“No way!” the class yelled at him.
“Whaaaat?” Kaitlyn remembers thinking. “Everyone doesn't do that?”
She felt suddenly adrift, and so for the next month, she researched the new-found condition her professor had mentioned, this thing called synesthesia.
She read about how neuroscientists believe that the disorder is genetic and how they may have isolated it to an abnormality on the sixth chromosome.
She studied brain imaging tests, which appear to show that when a sound is introduced to an auditory synesthete, it triggers the part of their brain generally associated with color vision.
She got so interested that she became the first woman pursuing UNO's new neuroscience major, and graduated with a bachelor's degree.
She got so interested that she's now in UNO's computer science master's program, and for her thesis project she plans to design a Web application that can accurately test if someone has synesthesia.
She got so interested that two years ago, she flew to Nashville by herself. “Katy, don't talk to any weirdos,” her dad told her.
“Dad, I'm one of the weirdos,” she said.
She flew into Nashville and she stayed at a crummy hotel and she attended her first-ever national synesthesia convention, where those who have the disorder and those studying it converged on Vanderbilt University.
For the first time, she found herself asking people, “So what color is 'A' for you?” And for the first time, she found herself answering when others asked that same question.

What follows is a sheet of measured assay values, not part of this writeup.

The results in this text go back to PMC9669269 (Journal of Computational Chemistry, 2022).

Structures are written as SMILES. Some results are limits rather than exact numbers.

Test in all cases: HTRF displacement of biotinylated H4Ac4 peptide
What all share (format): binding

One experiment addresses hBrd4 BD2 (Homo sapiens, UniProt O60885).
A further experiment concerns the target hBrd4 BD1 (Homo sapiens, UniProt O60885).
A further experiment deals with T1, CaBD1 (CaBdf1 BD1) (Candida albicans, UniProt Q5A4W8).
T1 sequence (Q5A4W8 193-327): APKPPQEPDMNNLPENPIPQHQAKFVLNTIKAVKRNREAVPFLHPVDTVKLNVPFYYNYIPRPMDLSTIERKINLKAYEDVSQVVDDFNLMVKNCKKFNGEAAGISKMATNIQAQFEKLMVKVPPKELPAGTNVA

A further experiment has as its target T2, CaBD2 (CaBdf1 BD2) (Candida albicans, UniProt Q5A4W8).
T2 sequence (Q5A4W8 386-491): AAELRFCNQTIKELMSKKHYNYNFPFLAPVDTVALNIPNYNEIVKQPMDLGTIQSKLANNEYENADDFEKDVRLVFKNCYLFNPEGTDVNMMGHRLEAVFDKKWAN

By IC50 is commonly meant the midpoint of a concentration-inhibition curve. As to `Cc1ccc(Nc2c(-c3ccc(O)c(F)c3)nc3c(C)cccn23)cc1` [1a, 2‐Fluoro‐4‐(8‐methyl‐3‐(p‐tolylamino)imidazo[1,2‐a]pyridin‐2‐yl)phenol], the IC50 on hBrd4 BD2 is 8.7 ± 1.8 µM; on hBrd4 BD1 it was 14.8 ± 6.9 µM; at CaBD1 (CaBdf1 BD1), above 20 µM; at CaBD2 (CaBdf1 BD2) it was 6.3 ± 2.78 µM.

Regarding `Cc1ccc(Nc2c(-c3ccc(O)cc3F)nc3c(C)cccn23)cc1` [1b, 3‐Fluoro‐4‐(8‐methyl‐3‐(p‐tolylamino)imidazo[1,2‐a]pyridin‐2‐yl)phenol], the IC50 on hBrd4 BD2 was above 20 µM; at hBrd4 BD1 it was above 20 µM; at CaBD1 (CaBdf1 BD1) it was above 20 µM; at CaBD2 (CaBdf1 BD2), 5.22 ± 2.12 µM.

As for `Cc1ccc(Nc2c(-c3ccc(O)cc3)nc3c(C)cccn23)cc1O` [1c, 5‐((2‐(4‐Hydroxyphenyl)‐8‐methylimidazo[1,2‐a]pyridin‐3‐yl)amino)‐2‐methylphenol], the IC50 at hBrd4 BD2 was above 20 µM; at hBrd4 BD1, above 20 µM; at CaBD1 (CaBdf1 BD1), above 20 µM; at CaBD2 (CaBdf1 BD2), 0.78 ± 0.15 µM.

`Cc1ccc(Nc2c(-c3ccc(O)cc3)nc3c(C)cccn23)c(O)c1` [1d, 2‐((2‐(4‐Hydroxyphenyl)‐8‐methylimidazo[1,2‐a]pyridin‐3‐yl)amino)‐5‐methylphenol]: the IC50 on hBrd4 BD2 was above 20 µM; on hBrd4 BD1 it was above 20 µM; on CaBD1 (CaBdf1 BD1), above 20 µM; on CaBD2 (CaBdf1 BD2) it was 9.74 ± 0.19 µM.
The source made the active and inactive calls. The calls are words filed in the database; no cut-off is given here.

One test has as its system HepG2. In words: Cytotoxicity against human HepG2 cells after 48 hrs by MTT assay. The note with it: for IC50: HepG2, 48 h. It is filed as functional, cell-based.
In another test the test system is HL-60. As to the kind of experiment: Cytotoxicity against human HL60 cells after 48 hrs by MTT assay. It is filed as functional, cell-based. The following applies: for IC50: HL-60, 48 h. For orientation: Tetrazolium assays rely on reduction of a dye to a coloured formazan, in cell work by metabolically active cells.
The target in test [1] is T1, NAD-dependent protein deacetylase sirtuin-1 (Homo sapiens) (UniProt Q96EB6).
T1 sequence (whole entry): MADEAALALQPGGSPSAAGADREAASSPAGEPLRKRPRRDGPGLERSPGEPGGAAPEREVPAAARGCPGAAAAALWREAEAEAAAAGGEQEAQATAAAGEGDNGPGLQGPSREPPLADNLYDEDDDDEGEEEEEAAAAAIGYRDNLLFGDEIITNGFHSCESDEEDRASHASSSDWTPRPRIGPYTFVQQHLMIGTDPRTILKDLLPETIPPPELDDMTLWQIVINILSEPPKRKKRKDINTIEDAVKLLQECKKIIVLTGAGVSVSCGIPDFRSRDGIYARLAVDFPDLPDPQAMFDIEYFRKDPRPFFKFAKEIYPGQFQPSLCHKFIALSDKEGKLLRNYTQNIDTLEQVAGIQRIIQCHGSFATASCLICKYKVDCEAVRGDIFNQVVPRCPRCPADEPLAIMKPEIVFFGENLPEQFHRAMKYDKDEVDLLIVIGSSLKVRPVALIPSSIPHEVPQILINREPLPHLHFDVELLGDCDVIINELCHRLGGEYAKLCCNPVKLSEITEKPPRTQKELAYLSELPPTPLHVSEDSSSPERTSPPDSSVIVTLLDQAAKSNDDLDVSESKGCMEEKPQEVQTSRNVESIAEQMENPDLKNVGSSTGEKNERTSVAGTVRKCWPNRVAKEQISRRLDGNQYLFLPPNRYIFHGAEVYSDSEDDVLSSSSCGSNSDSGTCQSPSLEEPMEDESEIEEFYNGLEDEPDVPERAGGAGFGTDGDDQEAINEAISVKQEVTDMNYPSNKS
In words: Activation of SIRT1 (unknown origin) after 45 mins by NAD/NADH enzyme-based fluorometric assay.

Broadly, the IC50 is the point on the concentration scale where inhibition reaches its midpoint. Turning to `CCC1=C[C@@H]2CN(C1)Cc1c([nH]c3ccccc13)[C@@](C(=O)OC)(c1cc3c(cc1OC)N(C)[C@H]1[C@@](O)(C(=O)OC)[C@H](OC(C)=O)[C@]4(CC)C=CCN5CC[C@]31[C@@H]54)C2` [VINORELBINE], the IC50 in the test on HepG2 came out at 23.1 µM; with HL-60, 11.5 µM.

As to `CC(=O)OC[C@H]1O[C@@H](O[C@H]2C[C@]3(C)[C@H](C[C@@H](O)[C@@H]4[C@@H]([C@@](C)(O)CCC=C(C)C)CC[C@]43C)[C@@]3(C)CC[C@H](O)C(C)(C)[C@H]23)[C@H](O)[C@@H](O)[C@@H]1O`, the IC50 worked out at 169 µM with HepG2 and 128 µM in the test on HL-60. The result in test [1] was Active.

“It's not like they are family or anything,” she says of her fellow synesthetes. “It's more like I finally found people cut from the same cloth as me, you know?”
Being cut from this particular cloth seems to benefit Kaitlyn musically.
A friend recently told me he once watched Kaitlyn, violin in hand, climb onstage in the middle of a rapper's performance at an awards show. She played so seamlessly alongside him that the audience assumed she was part of the act. Except Kaitlyn had never played with the rapper before. She hadn't even been invited onstage.
This story made sense, because hours earlier Kaitlyn had told me that improvisation isn't really improvisational for her.
“It's kind of like, I see green and I say, 'OK, I'll play green,' or something that goes with it,” she says by way of explanation.
There are drawbacks. Kaitlyn needs complete quiet to study. She can't help but see the sounds of other conversations, even as we are talking. And she has developed a dull ringing in her ears from so many years of standing beside amps.
She sees that ringing as two yellow and orange marks in her vision. They won't go away.
“Everyone says, 'I'm so jealous.' But you can't turn this off.”
You cannot turn this off, which is why Kaitlyn still remembers the first time she heard the song, “Such Great Heights” by the band Postal Service. (It became the first theme song for “Grey's Anatomy” and served as the soundtrack for a UPS commercial.)
The 2003 song begins with a now-iconic sound: a two-layered melody of electronic beeps, one layer soaring and one driving, that fades into a bass line and a drum machine before disappearing into Postal Service singer Ben Gibbard's first line: “I am thinking it's a sign, that the freckles in our eyes are mirror images and when we kiss they're perfectly aligned.”
Here is how it looks to Kaitlyn: The electric beeps are two teal-green spheres that “sort of pop in midair.”
When the drum machine and bass kick in, Kaitlyn sees a fuzzy purple circle that pulsates in the lower part of her visual field.
And then, with Ben Gibbard's first line, Kaitlyn sees his words in grayish brown. The green and the purple and other, new colors surround the gray-brown voice. They blend together. They spin and they flow.
Kaitlyn Maria Filippini squeezes her eyes shut, and for a moment she is surrounded by the sound and the sight of a swirling, pulsating, musical rainbow.